Look deep down into what I personally see as being a regrettable, unnecessary and damaging (The Times) ‘investigation’ into the F-35 Joint Strike Fighter aircraft programme which, combined with its ‘back of a fag packet’ cost guestimates, failure to mention that Low Rate Initial Production (LRIP) costs provide very strong evidence of programme cost reduction etc and you will at least find one very reassuring comment from Wing Commander Jim Beck, one of the UK’s most experienced F-35 pilots, quoted as saying that “the F-35 is the best aircraft I’ve ever flown – It is the most advanced multi-role fighter jet out there”.
Yes, there have been glitches and issues and quite probably not all of these have been resolved yet. But be in no doubt that they will be sorted. With more than 220 F-35 Joint Strike Fighter jets operating from twelve bases around the world and with more than 400 pilots and 4,200 maintainers (engineers and technicians) having helped respective US and partner militaries to achieve close to 100,000 flight hours across the entire fleet, F-35 is already laying down strong foundations for the role it will play in western and other allied defence in the decades ahead.
It is worth noting that recent F-35 operational and training deployments have seen U.S. Marine Corps F-35B STOVL variants of the jet operate in Iwakuni, Japan and F-35A conventional variant provide aerial demonstration at the 2017 Paris International Air Show. Say what you will and recognising that the F-35 programme remains in a Systems Design and Development phase – a phase that the programme manufacturers seek to resolve issues found by military customer users in order to resolve issues that show up. Whatever, while there are many out there who like to live in the past and who love to mock the massive progress and stealth capability that the F-35 brings the bottom line is that the aircraft is highly manoeuvrable, deployable and combat ready.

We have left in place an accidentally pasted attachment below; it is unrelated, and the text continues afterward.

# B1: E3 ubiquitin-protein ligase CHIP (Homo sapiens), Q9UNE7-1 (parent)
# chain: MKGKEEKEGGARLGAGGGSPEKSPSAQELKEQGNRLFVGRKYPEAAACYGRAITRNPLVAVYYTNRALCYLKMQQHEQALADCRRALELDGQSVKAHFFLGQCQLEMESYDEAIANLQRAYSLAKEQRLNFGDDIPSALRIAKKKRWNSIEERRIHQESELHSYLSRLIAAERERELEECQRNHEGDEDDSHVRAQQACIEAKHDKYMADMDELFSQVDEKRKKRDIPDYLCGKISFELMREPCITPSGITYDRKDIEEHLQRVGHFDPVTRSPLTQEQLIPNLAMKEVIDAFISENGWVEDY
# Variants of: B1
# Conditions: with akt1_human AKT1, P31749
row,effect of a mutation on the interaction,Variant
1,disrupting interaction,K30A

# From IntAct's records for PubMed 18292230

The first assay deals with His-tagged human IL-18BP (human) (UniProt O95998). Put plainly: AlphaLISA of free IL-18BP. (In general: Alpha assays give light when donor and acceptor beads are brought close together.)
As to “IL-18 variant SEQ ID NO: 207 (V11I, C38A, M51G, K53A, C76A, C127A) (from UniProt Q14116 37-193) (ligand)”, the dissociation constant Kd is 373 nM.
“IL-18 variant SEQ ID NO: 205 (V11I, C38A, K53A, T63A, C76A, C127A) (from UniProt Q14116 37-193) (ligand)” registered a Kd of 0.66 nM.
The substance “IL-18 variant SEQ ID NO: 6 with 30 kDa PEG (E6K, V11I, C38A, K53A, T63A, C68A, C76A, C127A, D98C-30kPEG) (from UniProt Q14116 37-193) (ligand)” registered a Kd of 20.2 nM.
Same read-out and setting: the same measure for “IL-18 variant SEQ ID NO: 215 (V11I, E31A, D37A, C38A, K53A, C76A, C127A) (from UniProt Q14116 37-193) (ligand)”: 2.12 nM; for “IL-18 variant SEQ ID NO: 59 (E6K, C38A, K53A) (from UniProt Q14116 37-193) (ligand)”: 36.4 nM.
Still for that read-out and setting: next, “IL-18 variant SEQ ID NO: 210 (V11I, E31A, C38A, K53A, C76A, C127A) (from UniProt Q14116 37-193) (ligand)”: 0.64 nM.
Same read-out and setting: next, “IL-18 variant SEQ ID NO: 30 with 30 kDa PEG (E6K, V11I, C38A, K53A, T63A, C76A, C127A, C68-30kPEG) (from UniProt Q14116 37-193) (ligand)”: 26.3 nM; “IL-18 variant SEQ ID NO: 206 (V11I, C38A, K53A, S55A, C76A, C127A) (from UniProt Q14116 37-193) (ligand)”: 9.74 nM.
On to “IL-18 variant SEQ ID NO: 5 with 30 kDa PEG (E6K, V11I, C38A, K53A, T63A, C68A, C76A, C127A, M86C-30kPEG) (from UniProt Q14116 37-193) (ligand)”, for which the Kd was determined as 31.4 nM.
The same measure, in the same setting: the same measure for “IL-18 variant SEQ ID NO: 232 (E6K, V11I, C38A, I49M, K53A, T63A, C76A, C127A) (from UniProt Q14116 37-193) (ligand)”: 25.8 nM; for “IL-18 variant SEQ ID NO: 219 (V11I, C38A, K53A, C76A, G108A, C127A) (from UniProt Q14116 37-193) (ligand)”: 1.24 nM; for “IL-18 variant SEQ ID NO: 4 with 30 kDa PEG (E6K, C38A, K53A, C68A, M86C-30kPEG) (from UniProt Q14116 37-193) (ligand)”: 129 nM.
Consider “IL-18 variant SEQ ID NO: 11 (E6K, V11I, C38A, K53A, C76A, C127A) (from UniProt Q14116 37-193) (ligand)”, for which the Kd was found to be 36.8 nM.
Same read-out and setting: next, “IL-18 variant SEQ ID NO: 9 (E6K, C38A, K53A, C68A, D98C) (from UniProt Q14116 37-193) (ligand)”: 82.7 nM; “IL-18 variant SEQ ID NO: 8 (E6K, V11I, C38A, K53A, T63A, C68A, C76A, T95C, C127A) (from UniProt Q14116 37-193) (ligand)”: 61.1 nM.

The Times report highlighted a number of issues that had been known for several years past and long ago resolved. I see this ‘report’ for what it is meant to be, politically damaging. Negative, spurious and speculative and for the most part, unsubstantiated, the report appears to take and to be directed at political and other decision makers in the UK. It should thus be seen for what it is – an intent to do harm to both UK and US defence strategy and intent, those that direct it and all those many thousands of skilled workers in the UK and elsewhere who are engaged in the F-35 build programme